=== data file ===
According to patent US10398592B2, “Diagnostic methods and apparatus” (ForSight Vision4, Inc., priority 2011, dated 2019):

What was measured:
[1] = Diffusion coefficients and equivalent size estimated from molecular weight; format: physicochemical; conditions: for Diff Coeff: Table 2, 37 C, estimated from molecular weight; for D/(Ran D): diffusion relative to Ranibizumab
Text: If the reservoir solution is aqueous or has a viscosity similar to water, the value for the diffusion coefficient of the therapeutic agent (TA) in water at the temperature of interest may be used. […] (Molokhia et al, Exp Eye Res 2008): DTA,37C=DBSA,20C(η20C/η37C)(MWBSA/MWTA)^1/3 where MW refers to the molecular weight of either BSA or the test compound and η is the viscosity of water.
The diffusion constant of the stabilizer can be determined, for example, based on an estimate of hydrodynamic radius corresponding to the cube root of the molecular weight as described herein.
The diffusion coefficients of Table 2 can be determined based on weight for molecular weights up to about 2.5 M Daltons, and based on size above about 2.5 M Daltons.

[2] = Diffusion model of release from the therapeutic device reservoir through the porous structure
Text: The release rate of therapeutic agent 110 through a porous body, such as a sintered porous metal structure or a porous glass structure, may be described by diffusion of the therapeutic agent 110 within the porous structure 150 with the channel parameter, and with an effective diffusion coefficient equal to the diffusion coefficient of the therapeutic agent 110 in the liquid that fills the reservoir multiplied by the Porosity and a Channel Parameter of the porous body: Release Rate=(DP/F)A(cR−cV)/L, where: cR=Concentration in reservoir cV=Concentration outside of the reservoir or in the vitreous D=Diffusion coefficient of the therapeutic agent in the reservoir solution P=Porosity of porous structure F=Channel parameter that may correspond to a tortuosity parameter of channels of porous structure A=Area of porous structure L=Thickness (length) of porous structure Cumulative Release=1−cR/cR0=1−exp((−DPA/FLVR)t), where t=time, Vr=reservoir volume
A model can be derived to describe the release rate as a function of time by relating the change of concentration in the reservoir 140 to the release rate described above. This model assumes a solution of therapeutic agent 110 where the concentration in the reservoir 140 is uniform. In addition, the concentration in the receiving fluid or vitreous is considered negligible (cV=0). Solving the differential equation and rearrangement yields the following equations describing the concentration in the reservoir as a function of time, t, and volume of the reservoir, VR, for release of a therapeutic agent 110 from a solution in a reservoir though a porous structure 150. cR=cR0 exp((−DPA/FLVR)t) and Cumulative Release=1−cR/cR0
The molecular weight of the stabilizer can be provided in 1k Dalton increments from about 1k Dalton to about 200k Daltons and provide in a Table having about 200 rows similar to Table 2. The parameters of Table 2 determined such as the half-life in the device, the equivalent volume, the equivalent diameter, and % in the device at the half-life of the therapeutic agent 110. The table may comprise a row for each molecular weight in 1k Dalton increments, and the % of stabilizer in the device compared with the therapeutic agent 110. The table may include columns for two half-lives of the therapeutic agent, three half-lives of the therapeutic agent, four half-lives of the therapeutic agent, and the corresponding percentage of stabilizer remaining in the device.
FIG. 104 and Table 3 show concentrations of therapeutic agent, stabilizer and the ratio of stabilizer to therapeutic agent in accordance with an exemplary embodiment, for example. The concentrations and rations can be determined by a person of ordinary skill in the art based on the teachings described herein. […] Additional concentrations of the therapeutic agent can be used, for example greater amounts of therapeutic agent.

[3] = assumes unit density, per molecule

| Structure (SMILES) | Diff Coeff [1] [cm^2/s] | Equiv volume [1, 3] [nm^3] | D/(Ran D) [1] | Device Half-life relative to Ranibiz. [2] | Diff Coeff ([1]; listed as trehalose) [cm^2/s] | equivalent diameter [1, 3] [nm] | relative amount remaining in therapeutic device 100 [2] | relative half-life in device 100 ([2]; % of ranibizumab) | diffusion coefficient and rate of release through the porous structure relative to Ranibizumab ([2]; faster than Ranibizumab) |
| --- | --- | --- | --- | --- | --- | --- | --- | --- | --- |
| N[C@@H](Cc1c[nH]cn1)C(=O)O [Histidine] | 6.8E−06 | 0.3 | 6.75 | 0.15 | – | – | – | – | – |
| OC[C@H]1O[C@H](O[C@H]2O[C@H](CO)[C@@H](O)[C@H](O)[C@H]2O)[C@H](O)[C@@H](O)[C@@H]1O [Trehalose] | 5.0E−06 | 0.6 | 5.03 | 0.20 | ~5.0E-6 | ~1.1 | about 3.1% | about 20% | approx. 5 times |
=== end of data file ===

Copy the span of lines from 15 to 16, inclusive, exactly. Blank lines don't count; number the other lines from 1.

| N[C@@H](Cc1c[nH]cn1)C(=O)O [Histidine] | 6.8E−06 | 0.3 | 6.75 | 0.15 | – | – | – | – | – |
| OC[C@H]1O[C@H](O[C@H]2O[C@H](CO)[C@@H](O)[C@H](O)[C@H]2O)[C@H](O)[C@@H](O)[C@@H]1O [Trehalose] | 5.0E−06 | 0.6 | 5.03 | 0.20 | ~5.0E-6 | ~1.1 | about 3.1% | about 20% | approx. 5 times |